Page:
1840 The Alcotts move to Concord and settle in Hosmer Cottage. Alcott takes up farming by day and writes at night.
– Margaret Fuller and Emerson collaborate to publish the first issue of the Transcendental journal, The Dial. The first issue is published in July and includes several of Alcott’s high-minded “Orphic Sayings,” which are ridiculed as “a train of fifteen passenger cars with one passenger” (Matteson 94).
1841 Hawthorne spends several months at Brook Farm, a communal society near Boston. In 1841, he also publishes Grandfather’s Chair, a child’s history of colonial New England. Emerson publishes Essays: First Series.
1842 January. Thoreau’s brother John dies of lockjaw and Emerson’s 6-year-old son Waldo dies of scarlatina.
1843 January. Bronson Alcott is jailed for refusing to pay his poll tax, an action that anticipates Thoreau’s more famous stay in the Concord jail in July 1846.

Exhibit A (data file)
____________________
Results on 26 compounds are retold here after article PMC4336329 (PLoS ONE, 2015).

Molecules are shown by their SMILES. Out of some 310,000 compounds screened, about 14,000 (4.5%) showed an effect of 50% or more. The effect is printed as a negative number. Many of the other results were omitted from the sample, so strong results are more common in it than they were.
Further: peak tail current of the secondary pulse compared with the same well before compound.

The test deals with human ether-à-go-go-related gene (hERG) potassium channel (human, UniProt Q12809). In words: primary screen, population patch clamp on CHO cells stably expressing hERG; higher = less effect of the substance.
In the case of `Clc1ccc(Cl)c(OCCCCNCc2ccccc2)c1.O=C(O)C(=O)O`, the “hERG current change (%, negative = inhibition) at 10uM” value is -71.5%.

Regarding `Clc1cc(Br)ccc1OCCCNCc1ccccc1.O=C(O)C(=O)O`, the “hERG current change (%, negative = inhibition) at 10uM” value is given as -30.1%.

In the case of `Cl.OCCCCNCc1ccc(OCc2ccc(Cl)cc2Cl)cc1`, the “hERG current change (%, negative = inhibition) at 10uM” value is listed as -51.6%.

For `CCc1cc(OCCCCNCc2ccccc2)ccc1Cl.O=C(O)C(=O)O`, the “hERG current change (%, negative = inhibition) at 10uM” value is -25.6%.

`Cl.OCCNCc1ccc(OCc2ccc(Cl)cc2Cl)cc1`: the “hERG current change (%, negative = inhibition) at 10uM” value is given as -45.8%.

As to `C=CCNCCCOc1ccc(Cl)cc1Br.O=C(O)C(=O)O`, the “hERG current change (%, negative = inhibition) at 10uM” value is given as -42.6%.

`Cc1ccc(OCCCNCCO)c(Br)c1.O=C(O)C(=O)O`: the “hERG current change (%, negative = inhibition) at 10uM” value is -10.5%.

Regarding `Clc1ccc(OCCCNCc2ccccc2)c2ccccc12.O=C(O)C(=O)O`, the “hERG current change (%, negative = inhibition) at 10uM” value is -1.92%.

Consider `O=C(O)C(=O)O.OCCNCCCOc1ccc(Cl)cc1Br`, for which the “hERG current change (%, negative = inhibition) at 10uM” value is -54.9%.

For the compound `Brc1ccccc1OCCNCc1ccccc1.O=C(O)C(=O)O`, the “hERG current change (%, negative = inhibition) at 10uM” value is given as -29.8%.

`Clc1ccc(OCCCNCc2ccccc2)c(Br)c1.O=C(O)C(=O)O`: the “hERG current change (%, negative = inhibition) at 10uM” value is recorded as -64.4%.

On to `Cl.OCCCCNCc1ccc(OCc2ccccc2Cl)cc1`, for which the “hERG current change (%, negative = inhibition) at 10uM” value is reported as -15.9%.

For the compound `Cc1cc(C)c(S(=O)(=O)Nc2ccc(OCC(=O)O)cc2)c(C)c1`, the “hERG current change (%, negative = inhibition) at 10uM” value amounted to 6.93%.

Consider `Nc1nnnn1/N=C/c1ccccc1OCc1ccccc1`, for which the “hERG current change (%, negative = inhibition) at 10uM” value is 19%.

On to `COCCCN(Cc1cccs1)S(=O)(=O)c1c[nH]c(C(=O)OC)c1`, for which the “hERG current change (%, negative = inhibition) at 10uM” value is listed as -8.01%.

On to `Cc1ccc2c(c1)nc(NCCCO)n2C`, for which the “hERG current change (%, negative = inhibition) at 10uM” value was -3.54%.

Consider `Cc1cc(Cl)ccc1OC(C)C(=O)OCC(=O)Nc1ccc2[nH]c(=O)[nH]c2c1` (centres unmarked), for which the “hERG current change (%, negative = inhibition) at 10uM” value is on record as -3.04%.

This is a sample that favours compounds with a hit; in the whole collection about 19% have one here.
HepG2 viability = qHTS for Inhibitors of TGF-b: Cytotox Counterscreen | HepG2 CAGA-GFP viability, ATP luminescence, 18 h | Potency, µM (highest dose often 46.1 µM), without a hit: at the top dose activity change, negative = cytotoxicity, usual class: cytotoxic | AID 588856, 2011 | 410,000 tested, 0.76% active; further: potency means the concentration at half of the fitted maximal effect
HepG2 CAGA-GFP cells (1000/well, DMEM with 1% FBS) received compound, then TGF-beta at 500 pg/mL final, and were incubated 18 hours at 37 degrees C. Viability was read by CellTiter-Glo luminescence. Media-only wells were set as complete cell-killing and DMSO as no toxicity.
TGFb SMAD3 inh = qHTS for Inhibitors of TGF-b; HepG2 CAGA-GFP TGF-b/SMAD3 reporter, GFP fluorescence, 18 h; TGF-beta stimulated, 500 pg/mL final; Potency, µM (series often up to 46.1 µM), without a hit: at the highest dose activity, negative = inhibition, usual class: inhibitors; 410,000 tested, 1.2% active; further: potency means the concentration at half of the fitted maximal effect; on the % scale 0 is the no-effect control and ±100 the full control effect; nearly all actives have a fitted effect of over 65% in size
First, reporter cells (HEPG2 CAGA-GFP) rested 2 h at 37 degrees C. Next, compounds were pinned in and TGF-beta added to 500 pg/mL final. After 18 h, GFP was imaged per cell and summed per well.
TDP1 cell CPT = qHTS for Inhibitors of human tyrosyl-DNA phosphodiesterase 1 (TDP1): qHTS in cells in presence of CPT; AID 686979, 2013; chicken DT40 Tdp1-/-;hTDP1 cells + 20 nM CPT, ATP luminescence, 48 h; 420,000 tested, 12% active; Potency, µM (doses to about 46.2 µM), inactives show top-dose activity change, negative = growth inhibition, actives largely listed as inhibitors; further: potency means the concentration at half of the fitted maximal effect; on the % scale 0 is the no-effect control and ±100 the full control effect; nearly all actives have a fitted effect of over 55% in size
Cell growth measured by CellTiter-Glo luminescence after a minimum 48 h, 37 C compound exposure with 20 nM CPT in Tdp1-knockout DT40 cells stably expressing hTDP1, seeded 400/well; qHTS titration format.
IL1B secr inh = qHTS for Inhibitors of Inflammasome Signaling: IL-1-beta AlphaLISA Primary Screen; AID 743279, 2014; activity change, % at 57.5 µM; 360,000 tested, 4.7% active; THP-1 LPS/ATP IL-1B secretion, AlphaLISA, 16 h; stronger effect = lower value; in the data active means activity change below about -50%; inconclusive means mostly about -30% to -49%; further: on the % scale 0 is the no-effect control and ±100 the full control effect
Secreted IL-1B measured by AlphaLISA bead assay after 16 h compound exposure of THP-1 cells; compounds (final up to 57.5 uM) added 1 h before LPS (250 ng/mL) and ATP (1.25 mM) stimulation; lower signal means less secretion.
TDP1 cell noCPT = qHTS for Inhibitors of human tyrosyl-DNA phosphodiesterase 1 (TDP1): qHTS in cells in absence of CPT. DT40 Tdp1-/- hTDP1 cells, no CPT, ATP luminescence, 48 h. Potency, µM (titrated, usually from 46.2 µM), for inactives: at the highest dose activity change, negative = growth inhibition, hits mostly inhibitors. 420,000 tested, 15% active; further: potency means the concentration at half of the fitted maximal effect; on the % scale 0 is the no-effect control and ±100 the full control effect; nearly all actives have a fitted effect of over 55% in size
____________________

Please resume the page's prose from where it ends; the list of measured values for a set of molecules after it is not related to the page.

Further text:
- May. Charles Lane invests $1800 in a 90-acre farm near Harvard, Massachusetts, about 14 miles from Concord. On June 1, Lane and the Alcotts move to this farm, naming it
- , to begin an experiment in communal living. The Fruitlands experiment ends in January 1844 when Lane and his son leave to join the Shakers and Bronson Alcott falls ill. The Alcotts live quietly for a time in Still River before moving back to Edmund Hosmer’s farmhouse in Concord.
1844 Emerson purchases “a wood lot by Walden Pond;” the Fitchburg Railroad lays tracks along Walden Pond and into Concord.
1845. With a grant from Emerson and part of Abba Alcott’s inheritance, the Alcotts buy a house known as the “old Cogswell place” on the Lexington road half a mile away from Emerson’s house. They move in on April 1 and name the house Hillside
- June 5. Hawthorne’s
Mosses from an Old Manse